Written by Steve Brown of Dallas NewsOriginal article found here: https://www.dallasnews.com/business/real-estate/2018/09/17/d-fw-housing-slowdown-worse-thought The slowdown in Dallas-Fort Worth's
How Are Mortgage Interest Rates Impacted By Other Financial Market Factors
There has been a flurry of news on various economic factors lately. Each number has an impact on all interest rates charged on loans, including mortgage loans. Even a small increase in mortgage rates can have a significant impact on a home shopper’s buying power. On top of the borrower’s financial history, these factors play a large part in the rate charged on a home loan. Read on to learn how the latest economic news might impact rates in the coming months.
The Federal Reserve System, commonly referred to as simply “The Fed,” is the central bank of the United States, 12 regional Federal Reserve Banks, the Board of Governors of the Federal Reserve System, and the Federal Open Market Committee (which includes the Board of Governors). The Fed monitors the financial health of the US economy and sets monetary policies in order to maintain stability. The board meets 4 times per year to review data and economic projections and establish the federal funds rate. The federal funds rate is the rate that banks charge other banks to loan money, and impacts interest rates on loans of all kinds. As you may have guessed, when the federal funds rate increases, mortgage interest rates will increase as well. The Fed’s policies also have an impact on inflation, employment rates, and even the value of our currency!
When listening to economic reports on the news, you’ll often hear talk about the bond market. Simply put, bonds are money loaned to large corporations or governments that pay interest as they repay the debt over a set period of time. Unlike stocks, bond payouts are pretty consistent investments. But what do bonds have to do with mortgages? Mortgage borrowers are individuals, and while the loan term may be a set number of years, most people pay off the loan well before the maturity date when they sell or refinance. They’re 2 different financial products indeed, but the one major aspect they share is their appeal to investors looking to generate long-term income. Mortgage-backed securities (or MSBs) are popular investment portfolio options, and most often yield between 1.5 to 2% more money than US Treasury bonds. When investors and banks purchase MSBs, they are essentially buying into a pool of mortgage loan debt to collect the interest. Payments on Treasury bonds are guaranteed by the government, while MSBs rely on homeowners to make their payments, so the higher reward is necessary to offset the higher risk level. The higher the risk, the higher interest rate charged to the mortgagee, and therefore, the yield to investors will also be higher. As investors buy MSBs, they free up funds that banks use to issue new mortgage loans, allowing more home buyers to finance homes. As rates increase, MSBs become more attractive to investors, but less attractive to borrowers at the same time.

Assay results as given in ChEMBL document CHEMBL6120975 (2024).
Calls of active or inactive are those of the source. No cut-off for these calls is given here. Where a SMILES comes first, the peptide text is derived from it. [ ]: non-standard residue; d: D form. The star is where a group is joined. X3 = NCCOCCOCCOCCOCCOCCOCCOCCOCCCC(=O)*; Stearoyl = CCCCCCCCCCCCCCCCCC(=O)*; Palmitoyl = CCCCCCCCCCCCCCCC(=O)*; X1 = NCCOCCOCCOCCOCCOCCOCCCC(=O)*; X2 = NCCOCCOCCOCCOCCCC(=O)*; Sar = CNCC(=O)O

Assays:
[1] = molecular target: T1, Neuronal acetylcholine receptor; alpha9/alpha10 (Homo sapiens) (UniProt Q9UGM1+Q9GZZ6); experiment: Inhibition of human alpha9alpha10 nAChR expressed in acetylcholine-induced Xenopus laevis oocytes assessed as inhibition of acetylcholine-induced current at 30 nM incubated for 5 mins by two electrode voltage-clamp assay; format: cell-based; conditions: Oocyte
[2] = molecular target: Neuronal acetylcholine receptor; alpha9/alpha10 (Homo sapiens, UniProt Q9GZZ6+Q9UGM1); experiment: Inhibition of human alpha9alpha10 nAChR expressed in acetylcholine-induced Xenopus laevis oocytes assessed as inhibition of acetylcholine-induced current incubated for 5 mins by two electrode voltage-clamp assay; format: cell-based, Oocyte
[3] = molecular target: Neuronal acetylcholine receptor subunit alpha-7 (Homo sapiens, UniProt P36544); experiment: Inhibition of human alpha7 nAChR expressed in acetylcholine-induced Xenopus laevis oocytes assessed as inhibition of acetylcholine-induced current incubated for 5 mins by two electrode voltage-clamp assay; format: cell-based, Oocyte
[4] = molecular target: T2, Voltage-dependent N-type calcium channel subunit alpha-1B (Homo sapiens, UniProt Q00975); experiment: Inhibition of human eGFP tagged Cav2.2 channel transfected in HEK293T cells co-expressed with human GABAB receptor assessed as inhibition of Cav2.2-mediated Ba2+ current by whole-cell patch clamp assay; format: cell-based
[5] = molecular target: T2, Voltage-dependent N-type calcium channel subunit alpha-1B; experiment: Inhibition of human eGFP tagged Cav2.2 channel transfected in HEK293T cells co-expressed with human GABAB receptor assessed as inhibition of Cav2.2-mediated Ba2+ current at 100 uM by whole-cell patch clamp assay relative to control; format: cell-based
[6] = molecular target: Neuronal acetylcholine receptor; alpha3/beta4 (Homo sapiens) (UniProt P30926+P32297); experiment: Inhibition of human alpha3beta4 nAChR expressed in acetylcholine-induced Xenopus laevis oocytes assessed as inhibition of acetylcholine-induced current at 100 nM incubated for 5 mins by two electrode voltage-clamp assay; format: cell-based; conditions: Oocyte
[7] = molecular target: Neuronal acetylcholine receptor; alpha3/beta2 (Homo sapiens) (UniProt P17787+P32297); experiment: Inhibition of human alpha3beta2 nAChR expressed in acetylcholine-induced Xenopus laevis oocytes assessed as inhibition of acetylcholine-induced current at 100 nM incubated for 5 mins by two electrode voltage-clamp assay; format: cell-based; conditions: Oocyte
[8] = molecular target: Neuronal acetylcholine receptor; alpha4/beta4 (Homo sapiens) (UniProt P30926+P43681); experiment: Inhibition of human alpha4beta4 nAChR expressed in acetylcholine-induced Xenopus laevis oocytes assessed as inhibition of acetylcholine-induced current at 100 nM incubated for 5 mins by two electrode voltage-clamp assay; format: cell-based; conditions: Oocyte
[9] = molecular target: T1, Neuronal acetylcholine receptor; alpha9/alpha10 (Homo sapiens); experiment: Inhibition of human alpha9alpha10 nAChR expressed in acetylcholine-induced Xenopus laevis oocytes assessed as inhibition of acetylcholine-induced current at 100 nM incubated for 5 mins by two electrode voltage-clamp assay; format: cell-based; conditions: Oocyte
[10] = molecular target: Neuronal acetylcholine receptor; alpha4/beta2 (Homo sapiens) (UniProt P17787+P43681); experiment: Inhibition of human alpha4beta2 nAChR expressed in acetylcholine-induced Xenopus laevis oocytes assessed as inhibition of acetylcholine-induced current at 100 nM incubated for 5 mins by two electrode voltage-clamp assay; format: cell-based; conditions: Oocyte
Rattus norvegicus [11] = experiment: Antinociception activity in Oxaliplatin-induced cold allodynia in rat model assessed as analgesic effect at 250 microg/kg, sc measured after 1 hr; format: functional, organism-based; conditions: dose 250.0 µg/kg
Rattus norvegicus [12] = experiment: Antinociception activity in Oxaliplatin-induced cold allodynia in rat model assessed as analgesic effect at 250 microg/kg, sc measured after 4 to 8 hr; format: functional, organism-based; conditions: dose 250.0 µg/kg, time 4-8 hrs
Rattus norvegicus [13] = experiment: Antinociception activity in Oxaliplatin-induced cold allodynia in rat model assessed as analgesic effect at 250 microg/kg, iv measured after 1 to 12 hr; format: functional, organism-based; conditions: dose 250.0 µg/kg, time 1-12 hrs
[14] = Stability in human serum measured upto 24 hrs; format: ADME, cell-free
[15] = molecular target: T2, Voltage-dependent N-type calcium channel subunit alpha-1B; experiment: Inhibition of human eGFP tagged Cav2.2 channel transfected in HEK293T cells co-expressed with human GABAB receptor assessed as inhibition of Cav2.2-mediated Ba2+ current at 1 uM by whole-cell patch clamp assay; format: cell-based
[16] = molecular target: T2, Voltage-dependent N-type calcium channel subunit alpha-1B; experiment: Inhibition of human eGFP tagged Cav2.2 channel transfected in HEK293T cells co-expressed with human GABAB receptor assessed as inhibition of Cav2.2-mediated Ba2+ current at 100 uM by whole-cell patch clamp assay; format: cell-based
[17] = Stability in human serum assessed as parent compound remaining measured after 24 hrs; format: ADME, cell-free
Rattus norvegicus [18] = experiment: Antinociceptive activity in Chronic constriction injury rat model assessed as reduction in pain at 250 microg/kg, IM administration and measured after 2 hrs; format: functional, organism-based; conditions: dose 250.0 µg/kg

Supply and demand impact real estate markets in a big way, and therefore, mortgage lending. When the economy is strong and employment rates are low, demand for homes tends to increase. The majority of home buyers will rely on mortgage loans to finance their home purchases, so buyer demand will directly correlate to mortgage loan demand. When The Fed lowers rates, it can increase mortgage and home buying demand, but keeping rates low can deter investors and lead to inflation- a decrease in the buying power of a unit of currency, or in other words- a decline in the value of a dollar. When the demand is strong and other economic factors are healthy, rates will typically increase to keep inflation rates in check.
If you’re planning to buy a home or refinance your existing mortgage loan any time soon, pay attention the key factors above on weekly and monthly financial reports. With a little knowledge, you can forecast for yourself when a rate increase is on the horizon and act quickly to ensure that your financial interests are protected.
As always, real estate tends to be a reliable investment with long term value appreciation. According to the Federal Reserve’s Survey of Consumer Finances in 2013, the net worth of a homeowner was, on average, about 36 times the net worth of a renter, thanks to the equity homeowners earn as they make monthly payments and home prices increase. If you’re looking to make your first real estate investment, or add to your portfolio, GroupWatson agents are experienced real estate investment guides.
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